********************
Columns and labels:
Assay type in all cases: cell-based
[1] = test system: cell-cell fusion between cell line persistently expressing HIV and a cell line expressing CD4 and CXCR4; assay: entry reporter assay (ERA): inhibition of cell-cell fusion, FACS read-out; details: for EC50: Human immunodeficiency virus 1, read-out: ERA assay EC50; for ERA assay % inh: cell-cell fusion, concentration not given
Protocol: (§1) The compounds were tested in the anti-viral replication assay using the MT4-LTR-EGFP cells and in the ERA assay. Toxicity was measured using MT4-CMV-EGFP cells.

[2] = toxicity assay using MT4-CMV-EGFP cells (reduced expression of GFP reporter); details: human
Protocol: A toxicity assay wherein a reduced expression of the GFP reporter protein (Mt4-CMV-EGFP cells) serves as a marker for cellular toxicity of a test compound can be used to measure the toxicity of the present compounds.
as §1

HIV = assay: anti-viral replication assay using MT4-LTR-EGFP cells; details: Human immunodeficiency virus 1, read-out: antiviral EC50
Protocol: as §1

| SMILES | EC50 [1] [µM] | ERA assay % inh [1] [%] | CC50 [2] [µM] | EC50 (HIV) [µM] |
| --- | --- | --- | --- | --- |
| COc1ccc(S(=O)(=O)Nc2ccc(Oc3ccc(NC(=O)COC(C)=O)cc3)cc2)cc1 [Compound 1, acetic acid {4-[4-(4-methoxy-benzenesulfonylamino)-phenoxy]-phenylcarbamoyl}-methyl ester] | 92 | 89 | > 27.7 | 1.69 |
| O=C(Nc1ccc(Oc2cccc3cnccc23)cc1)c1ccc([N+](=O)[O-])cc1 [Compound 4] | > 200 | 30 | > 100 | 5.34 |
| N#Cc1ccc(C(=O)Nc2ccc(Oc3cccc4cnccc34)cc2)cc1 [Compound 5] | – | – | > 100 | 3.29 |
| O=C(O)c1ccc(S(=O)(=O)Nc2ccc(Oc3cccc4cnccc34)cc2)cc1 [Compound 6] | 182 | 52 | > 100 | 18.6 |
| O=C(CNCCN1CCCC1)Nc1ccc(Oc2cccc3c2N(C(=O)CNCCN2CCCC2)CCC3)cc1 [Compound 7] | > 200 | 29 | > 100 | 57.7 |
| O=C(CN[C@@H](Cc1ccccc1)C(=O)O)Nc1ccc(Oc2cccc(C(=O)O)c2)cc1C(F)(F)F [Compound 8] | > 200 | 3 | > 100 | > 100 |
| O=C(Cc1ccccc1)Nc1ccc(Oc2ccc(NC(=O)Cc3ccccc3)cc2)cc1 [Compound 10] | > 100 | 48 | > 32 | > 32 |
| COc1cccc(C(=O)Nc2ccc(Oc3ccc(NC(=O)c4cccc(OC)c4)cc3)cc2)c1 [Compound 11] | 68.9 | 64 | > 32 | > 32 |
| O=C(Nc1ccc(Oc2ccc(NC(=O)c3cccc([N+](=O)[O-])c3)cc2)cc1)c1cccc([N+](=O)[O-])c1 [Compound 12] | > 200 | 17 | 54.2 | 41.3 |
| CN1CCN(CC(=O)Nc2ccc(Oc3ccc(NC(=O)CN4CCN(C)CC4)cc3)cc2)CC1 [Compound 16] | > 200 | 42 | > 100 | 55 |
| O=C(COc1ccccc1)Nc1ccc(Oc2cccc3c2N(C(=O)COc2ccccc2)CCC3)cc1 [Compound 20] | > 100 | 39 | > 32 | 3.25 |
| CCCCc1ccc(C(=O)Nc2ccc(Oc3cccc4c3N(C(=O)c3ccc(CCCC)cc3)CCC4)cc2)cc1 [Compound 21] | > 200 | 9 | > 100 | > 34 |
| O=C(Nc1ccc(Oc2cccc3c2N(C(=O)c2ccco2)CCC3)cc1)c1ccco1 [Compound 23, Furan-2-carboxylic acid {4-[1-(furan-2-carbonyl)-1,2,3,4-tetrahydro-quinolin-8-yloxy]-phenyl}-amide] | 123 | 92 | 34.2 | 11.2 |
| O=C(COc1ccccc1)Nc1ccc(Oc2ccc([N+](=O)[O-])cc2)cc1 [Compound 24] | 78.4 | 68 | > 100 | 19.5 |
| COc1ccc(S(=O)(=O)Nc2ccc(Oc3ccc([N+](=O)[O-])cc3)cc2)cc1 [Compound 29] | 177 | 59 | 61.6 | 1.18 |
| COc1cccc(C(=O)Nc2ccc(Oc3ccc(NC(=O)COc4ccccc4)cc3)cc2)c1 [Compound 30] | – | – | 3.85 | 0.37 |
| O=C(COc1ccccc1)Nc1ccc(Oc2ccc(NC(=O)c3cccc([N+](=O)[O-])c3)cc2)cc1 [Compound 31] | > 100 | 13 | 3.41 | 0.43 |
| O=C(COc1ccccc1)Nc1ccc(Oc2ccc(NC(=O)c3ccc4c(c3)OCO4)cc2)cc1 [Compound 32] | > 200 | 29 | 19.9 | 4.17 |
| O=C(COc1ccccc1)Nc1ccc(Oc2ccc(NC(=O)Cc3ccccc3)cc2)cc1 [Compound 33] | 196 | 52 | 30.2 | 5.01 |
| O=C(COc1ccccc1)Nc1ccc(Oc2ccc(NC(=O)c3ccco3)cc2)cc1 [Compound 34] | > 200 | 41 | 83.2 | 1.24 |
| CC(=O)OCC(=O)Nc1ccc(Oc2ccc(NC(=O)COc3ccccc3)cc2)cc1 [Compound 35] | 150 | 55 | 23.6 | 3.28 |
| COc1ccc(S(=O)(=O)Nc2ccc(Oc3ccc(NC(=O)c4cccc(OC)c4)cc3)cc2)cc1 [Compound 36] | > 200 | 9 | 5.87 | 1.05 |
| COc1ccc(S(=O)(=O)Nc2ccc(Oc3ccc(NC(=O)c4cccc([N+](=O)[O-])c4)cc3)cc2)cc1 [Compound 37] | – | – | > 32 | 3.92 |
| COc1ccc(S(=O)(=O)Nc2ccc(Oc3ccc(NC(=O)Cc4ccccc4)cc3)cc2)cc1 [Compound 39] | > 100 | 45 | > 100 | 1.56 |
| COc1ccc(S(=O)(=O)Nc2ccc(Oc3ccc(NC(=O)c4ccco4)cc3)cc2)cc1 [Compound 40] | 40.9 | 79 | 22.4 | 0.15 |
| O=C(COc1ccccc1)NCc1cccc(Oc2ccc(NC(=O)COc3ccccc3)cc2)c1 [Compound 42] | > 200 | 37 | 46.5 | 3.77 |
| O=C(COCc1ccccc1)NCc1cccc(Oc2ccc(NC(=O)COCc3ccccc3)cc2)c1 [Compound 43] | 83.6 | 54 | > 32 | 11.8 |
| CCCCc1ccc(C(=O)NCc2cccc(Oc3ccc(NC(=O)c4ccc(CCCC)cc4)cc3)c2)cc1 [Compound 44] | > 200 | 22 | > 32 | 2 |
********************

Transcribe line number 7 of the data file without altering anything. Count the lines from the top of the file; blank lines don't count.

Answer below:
as §1